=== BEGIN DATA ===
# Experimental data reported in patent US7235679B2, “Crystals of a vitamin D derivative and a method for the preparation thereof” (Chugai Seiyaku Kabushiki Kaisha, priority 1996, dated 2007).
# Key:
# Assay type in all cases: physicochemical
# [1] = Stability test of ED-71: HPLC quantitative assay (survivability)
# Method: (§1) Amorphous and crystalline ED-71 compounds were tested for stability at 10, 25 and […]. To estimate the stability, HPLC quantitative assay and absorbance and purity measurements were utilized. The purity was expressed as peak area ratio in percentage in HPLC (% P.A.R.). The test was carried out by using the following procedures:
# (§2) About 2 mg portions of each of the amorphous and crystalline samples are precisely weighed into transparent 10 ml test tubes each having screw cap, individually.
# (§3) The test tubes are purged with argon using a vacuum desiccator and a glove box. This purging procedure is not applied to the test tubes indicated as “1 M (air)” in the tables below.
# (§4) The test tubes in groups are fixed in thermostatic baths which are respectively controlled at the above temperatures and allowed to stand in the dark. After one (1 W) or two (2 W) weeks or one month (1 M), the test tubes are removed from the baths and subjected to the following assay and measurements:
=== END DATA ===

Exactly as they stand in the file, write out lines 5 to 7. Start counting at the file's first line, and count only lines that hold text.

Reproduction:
# Method: (§1) Amorphous and crystalline ED-71 compounds were tested for stability at 10, 25 and […]. To estimate the stability, HPLC quantitative assay and absorbance and purity measurements were utilized. The purity was expressed as peak area ratio in percentage in HPLC (% P.A.R.). The test was carried out by using the following procedures:
# (§2) About 2 mg portions of each of the amorphous and crystalline samples are precisely weighed into transparent 10 ml test tubes each having screw cap, individually.
# (§3) The test tubes are purged with argon using a vacuum desiccator and a glove box. This purging procedure is not applied to the test tubes indicated as “1 M (air)” in the tables below.